Part II: vimeo.com/157289349
Versión en español: vimeo.com/156838984
In your P5 sketches, you have probably been including p5.js.min. You might have opened it, and seen that it’s a long unreadable file:
it has no comments, no line breaks, no spaces: this makes it hard for us to read, but faster for the browser to download.
This is a compressed version of p5.js, is a longer, but human-readable file. p5.js holds the entire p5 library:
if you look into it you will find the definitions of ellipse(), random(), and the other functions you use in your sketches. The code that calls your setup() function once, and then keeps calling draw() forever, is also in this file.
Having the entire library code in one file is good for distributing it,
but not very practical for developing ––Imagine editing any kind of text file that has more than 27000 lines. This is why p5 is divided into modules,
like Shape, Typography, Image, and many others. They are interdependent: to draw a curve, for example, the Shape module uses functions that are defined in the Math module.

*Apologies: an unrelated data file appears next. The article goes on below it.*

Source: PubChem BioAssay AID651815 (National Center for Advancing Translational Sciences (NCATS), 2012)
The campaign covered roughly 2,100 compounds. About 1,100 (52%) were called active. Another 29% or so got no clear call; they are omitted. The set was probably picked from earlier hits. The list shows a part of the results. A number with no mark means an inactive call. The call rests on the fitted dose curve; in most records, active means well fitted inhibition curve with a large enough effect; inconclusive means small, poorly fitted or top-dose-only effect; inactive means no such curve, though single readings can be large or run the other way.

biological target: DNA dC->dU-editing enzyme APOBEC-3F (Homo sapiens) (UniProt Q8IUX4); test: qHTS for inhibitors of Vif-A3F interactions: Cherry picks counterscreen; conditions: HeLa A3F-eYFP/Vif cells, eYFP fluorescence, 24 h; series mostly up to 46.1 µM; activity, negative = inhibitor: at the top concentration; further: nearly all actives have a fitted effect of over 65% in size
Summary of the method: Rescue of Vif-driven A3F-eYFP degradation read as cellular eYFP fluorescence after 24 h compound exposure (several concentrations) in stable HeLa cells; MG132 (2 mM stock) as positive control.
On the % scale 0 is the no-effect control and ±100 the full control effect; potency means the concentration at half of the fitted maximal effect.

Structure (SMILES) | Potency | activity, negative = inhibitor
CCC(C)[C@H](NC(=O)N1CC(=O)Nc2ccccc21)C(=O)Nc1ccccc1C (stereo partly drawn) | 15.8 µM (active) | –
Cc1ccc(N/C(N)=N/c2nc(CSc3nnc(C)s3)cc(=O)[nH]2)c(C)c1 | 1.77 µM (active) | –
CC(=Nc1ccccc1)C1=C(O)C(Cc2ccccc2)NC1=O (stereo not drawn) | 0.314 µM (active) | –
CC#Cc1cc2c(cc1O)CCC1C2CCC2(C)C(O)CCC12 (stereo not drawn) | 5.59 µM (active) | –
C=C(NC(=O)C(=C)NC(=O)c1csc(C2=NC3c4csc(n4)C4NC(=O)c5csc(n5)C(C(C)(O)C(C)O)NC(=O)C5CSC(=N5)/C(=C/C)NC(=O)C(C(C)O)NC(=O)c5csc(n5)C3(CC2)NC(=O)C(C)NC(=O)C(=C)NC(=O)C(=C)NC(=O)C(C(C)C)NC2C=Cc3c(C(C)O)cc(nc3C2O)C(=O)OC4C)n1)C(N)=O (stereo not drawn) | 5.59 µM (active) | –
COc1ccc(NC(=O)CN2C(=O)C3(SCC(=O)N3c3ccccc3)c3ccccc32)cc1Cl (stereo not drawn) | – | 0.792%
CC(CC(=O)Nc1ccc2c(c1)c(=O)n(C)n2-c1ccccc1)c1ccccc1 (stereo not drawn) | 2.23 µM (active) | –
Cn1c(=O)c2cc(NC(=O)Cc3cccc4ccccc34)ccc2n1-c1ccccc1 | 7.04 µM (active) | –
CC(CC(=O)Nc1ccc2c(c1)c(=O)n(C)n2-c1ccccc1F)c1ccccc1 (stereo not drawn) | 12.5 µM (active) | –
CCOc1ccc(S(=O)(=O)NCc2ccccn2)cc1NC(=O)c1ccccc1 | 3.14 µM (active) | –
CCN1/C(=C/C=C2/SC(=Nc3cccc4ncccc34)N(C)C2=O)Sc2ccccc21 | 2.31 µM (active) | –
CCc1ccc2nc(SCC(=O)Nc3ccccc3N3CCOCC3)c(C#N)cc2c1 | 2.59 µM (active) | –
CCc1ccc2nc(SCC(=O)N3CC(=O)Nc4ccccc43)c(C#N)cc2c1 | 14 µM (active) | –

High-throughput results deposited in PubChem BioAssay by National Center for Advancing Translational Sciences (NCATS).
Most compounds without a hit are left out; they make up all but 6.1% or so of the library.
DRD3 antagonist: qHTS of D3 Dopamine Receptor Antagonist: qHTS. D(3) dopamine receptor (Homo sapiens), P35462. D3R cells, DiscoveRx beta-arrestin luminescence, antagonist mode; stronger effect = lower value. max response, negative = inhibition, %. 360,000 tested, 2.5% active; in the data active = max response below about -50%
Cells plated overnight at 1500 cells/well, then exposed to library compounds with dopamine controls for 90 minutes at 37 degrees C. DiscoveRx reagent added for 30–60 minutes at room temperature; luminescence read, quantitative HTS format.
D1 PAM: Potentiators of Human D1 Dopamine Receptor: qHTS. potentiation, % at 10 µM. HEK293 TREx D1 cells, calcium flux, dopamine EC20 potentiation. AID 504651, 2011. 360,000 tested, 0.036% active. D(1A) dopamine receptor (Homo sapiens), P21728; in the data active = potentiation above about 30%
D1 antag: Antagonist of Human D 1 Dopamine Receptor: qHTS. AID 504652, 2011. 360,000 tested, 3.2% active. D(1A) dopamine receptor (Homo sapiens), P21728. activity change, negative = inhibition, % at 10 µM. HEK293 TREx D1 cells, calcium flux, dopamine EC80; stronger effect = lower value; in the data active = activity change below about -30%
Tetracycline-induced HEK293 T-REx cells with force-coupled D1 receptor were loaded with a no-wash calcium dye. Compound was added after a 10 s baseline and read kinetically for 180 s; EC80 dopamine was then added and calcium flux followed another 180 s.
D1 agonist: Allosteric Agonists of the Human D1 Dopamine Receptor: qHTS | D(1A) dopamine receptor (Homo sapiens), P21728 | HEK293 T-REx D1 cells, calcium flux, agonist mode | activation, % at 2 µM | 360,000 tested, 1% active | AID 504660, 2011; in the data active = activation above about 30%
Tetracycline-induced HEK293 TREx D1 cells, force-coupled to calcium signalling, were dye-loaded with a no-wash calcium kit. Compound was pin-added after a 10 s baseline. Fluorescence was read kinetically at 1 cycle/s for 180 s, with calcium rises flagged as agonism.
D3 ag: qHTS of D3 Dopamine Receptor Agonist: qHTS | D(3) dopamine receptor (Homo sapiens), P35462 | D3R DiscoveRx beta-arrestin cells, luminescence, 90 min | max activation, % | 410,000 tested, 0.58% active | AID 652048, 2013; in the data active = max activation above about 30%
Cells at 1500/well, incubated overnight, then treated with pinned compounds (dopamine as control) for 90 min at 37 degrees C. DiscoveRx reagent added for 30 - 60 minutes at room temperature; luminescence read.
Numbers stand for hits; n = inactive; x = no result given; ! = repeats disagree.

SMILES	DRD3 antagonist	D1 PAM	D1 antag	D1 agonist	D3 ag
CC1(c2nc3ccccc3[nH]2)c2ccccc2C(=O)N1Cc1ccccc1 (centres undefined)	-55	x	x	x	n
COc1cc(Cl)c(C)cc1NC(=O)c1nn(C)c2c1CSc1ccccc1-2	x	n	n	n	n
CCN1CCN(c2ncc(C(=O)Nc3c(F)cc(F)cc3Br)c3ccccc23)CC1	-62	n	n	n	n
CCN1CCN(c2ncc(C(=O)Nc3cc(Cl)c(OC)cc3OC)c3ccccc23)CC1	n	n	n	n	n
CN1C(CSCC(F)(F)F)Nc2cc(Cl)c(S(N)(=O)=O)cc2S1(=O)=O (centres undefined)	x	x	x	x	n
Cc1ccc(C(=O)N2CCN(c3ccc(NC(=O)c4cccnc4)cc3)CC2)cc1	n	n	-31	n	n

All these modules are defined within a folder in the P5 project. it’s called /src, which stands for source code. To generate the p5.js file a tool looks into these dependencies (like the Shape module using functions from the Math module), and pastes the code in the right order.
So, to recap:
p5 is made of many modules,
which are concatenated into a long file called P5.js,
which is ‘minified’ into p5.js.min,
which is then included in your p5 sketches.
So now you know why there is a src and a lib folder when you download the p5 source code.
You might notice there are other folders as well: build/tasks, docs, test, and some other files, like package.json.
While it might seem that they only make things more complicated, these are all there to support us as we develop p5, and ultimately make our lives easier. In the next video, we will take a first look at the p5 development process, and the tools we use to support it.
This tutorial started being drafted by the Education Working Group at the p5.js contributor conference, held at the Frank-Ratchye Studio for Creative Inquiry, Carnegie Mellon University in May of 2015.